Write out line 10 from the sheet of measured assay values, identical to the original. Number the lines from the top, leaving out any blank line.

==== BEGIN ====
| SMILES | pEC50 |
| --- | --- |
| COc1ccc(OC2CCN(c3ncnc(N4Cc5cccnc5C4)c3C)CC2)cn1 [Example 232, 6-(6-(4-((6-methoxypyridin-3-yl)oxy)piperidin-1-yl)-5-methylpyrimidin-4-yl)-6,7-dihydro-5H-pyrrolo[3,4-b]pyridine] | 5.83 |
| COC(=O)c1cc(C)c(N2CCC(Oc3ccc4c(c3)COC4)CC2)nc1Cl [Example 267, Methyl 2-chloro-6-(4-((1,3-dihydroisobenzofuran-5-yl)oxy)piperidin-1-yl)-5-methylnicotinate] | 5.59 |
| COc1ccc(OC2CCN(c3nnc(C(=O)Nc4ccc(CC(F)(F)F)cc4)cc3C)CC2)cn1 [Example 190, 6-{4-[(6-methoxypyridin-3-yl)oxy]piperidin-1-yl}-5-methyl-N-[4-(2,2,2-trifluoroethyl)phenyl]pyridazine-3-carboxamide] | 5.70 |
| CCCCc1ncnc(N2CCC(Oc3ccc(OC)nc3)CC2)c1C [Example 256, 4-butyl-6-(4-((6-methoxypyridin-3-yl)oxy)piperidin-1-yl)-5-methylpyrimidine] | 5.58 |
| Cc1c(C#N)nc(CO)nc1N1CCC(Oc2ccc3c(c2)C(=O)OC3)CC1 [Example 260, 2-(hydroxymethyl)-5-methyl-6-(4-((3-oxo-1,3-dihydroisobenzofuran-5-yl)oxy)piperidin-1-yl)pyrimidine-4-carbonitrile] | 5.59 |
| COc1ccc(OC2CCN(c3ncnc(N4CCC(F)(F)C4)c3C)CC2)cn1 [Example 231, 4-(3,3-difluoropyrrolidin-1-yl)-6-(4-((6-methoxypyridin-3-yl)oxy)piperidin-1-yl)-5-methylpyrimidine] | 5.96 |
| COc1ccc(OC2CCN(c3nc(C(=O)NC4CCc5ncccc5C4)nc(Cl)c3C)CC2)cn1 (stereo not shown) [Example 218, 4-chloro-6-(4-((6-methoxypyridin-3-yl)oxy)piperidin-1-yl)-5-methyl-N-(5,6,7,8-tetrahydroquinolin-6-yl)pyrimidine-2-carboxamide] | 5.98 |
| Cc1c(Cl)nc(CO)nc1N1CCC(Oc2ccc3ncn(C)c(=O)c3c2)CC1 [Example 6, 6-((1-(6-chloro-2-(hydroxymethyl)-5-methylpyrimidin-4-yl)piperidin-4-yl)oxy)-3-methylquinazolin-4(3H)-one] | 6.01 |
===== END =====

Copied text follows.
| Cc1c(Cl)nc(CO)nc1N1CCC(Oc2ccc3ncn(C)c(=O)c3c2)CC1 [Example 6, 6-((1-(6-chloro-2-(hydroxymethyl)-5-methylpyrimidin-4-yl)piperidin-4-yl)oxy)-3-methylquinazolin-4(3H)-one] | 6.01 |